This is laughable, the Chinese are fascinated by foreigners! Half of the ads selling Chinese products include foreigners. You can’t walk down the street without encountering half a dozen people saying “Hello!” to you, practicing the one English word they know. They aren’t put off by foreigners, they want to be foreigners. They envy you.

They sometimes ask you, a perfect stranger, for a selfie together. Why? So they can say, “Look, I met a foreigner today. How cool am I?” and be the coolest of all their friends for an hour. Like if you saw Brad Pitt on the street. You’ve seen him in the movies and on TV, but in the flesh? You might get up the courage to ask him for a photo. Would you ever show your friends this photo? Damn right, you’d be texting it to everyone you know. To the Chinese, us foreigners are all Brad Pitt. The symbol of everything they want to achieve.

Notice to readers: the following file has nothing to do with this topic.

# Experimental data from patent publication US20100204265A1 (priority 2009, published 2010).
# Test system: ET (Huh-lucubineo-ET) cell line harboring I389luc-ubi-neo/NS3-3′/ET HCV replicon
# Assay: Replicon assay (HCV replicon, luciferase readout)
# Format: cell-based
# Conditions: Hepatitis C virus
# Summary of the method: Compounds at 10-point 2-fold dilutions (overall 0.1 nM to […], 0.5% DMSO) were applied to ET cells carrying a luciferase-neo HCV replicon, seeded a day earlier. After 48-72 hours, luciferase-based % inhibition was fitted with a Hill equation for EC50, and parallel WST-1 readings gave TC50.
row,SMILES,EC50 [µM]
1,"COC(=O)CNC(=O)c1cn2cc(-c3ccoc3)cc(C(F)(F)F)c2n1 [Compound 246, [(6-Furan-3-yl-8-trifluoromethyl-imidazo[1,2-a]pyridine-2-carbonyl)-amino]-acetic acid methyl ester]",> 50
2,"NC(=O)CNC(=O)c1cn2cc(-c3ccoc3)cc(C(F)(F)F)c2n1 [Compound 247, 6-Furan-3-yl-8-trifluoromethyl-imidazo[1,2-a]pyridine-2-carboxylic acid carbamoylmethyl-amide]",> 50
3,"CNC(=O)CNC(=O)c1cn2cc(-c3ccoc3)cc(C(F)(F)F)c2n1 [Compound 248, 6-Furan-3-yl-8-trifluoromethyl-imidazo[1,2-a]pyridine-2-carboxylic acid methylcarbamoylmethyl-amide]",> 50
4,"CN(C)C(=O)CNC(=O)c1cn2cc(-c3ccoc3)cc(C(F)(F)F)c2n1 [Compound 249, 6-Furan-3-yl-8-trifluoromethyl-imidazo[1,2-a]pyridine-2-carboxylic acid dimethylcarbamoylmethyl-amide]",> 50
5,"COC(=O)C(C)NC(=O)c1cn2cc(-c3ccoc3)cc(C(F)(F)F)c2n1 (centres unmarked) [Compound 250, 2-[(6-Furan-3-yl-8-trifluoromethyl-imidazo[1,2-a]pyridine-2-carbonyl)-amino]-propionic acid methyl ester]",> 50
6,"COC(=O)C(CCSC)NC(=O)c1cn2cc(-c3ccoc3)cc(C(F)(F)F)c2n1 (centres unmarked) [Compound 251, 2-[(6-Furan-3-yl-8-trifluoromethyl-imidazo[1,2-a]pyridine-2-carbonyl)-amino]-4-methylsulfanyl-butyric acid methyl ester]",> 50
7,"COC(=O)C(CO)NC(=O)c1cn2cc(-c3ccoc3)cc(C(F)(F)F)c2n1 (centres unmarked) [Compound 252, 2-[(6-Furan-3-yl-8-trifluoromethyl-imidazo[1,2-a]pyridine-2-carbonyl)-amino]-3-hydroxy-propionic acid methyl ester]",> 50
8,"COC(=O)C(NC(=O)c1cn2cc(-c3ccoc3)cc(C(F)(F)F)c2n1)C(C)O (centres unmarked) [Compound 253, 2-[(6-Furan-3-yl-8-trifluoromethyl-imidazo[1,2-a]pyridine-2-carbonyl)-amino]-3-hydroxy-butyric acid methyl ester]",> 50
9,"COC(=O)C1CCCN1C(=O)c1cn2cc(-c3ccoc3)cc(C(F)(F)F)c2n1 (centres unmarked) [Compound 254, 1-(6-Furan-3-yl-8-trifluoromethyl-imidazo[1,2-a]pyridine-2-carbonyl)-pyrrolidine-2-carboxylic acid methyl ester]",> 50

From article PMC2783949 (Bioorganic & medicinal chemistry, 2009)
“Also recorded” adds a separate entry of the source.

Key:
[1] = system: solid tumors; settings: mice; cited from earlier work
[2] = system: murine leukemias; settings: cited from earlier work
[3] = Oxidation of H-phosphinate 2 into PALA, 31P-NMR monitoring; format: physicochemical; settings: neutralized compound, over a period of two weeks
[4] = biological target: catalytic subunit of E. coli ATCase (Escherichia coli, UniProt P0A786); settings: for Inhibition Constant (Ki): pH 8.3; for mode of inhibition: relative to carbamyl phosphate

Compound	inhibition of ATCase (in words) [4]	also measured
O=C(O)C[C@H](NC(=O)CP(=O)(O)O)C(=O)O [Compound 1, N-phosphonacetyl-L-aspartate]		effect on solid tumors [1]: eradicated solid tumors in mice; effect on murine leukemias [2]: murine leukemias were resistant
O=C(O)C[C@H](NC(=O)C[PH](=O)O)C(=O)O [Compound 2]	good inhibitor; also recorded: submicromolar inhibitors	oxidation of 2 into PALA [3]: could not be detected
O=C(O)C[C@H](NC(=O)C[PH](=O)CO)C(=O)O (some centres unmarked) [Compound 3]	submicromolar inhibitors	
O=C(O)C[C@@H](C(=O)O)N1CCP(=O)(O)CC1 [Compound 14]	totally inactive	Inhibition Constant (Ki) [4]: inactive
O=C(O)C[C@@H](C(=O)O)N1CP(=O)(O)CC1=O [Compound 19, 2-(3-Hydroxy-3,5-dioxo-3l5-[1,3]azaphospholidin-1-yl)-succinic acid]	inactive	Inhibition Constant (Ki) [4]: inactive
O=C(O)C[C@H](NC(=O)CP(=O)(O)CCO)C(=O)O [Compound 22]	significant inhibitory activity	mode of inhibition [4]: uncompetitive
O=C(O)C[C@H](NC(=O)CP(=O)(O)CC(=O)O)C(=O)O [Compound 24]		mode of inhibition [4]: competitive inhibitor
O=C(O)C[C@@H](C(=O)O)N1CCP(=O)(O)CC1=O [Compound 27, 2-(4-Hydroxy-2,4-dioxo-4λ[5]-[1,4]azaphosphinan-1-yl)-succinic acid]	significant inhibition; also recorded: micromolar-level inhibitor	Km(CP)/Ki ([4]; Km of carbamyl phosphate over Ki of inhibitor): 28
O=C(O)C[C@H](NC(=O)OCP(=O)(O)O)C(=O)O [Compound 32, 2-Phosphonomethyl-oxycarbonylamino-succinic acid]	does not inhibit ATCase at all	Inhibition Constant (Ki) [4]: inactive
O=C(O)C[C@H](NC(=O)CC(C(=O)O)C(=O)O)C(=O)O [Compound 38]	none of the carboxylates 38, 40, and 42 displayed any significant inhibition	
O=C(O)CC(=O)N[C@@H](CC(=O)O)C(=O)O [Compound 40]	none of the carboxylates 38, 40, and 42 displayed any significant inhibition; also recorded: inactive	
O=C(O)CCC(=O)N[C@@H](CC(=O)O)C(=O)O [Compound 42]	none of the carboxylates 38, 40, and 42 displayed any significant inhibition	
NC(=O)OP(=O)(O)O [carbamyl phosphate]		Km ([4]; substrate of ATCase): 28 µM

Photo by Yellow on Flikr

Photo by Yellow on Flikr

The best is the reaction from the little kids you meet. Now, to the little tykes we aren’t Brad Pitt, we’re the scariest thing ever. Often in my new classes of young students, they would be crying the first few sessions because they had never seen a foreigner up close before and it was a scary experience. I always thought it might be because I am so incredibly handsome. It never failed though, after a few classes when they were used to me I’d walk in and they would all jump up and rush me to give me a big group hug. And maybe accidentally punch me in the balls. Little kids can be dangerous!